Family lawyers unite to improve judicial diversity in private FDR hearings
By Monidipa Fouzder >>
(28 July 2021)
Family lawyers have joined forces to improve the diversity of judges chosen for private dispute resolution hearings on financial matters amid concern that men are nearly always picked.
A private FDR is a without-prejudice hearing within financial court proceedings between spouses, where a ‘judge’ indicates what they think is the most likely financial settlement on divorce which a court will order at a final hearing. It gives the parties a chance to negotiate and reach a settlement.
Solicitors choose the judge, who tends to be a barrister, for the private FDR. However, lawyers met this month to discuss what they say is the generally acknowledged fact that, although approximately half of the junior family bar is female, family solicitors usually choose a male barrister as the judge.
They say their concern is supported by research that shows nearly all private FDR hearings have been conducted by men even though similarly qualified women make up 44% of chambers.
The drive for change has been spearheaded by Kate Landells, a partner in the divorce and family team at Withers. Landells chaired this month’s meeting, which was attended by 40 people.
She told the Gazette: ‘Private FDRs are in every family lawyer’s toolkit as a way to try to reach an out-of-court settlement. But we have somehow allowed ourselves to sleepwalk into this situation where very few of these hearings are conducted before a female tribunal. Diverse groups make better decisions. And better decisions are better for clients. With so many stars at the bar – men and women – there’s no excuse for the gender balance not to be better and it’s something we need proactively to change.’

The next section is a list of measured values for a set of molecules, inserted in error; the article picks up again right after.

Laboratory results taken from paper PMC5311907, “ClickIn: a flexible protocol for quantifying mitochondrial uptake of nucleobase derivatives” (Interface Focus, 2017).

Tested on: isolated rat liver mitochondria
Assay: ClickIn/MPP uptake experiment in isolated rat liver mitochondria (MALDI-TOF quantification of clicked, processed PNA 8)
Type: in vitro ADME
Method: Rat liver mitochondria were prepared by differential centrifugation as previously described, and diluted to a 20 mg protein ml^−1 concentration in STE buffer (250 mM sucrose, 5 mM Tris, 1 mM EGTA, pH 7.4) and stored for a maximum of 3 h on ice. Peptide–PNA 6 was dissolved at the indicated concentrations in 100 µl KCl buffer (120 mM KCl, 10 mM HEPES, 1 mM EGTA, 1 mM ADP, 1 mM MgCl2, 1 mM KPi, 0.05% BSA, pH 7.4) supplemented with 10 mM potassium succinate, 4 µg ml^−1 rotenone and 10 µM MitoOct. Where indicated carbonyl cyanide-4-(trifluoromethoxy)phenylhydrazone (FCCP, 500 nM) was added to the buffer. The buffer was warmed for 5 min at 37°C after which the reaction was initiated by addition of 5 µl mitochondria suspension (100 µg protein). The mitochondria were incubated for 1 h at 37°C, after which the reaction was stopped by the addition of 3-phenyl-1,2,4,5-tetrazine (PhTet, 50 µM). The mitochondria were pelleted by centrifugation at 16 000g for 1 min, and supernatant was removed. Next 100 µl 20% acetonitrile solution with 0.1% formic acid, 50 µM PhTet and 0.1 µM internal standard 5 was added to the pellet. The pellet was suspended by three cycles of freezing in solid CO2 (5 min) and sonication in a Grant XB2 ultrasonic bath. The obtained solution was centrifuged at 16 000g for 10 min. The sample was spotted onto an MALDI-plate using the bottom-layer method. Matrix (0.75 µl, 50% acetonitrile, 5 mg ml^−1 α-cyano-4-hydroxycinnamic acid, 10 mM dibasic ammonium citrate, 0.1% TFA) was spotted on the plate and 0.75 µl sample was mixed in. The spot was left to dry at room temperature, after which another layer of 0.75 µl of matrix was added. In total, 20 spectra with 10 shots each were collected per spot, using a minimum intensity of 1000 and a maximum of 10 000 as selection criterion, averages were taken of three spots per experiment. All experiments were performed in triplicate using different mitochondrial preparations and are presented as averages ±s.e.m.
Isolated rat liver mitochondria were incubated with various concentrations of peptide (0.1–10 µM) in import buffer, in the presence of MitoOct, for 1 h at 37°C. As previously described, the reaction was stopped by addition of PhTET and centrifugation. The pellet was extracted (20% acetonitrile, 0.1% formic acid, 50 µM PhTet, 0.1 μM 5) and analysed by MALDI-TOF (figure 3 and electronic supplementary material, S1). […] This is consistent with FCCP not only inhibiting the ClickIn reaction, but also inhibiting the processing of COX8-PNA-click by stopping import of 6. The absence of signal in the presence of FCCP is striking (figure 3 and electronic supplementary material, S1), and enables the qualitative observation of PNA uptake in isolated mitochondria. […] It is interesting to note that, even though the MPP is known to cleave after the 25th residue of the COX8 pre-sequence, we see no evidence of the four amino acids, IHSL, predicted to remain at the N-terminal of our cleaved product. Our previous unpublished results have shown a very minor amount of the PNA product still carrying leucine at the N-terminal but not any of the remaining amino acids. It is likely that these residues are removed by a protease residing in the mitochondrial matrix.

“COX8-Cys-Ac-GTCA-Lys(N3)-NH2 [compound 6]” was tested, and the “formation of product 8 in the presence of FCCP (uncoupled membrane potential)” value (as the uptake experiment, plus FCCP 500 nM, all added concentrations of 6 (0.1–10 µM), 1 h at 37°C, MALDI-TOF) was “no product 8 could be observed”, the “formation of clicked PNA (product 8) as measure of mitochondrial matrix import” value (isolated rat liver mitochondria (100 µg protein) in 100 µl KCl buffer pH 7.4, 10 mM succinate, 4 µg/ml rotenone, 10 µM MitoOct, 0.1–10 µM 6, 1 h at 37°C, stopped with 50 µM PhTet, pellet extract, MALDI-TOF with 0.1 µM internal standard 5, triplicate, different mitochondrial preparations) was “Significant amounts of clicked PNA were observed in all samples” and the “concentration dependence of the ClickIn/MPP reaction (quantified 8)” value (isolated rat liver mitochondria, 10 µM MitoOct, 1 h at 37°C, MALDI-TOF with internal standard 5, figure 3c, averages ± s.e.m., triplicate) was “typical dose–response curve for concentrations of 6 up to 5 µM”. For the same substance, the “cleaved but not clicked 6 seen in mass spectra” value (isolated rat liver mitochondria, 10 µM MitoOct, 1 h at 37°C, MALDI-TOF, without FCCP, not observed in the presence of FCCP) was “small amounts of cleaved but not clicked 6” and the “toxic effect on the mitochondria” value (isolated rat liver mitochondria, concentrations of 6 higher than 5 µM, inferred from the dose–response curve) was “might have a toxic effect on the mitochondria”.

Landells will draft best practice guidance for solicitors, barristers, clerks and clients involved in the process of choosing a judge. Solicitors who attended the meeting agreed to highlight the issue within their own firms.
Antonia Mee, a partner at Burgess Mee Family Law, said: ‘Now that this issue has been brought to our collective attention there is a lot of positivity that change can be implemented relatively rapidly. Family solicitors need to consistently cross check their lists of “judges” who are being put forward for selection for private FDRs and hold each other accountable within their firms and departments to ensure this is happening. This will allow female barristers (and solicitors in the future too, it is hoped) to build their practices and reputations as private FDR judges.’
Another meeting will be convened in a few months to check what progress has been made.
(Courtesy: The Law Society Gazette)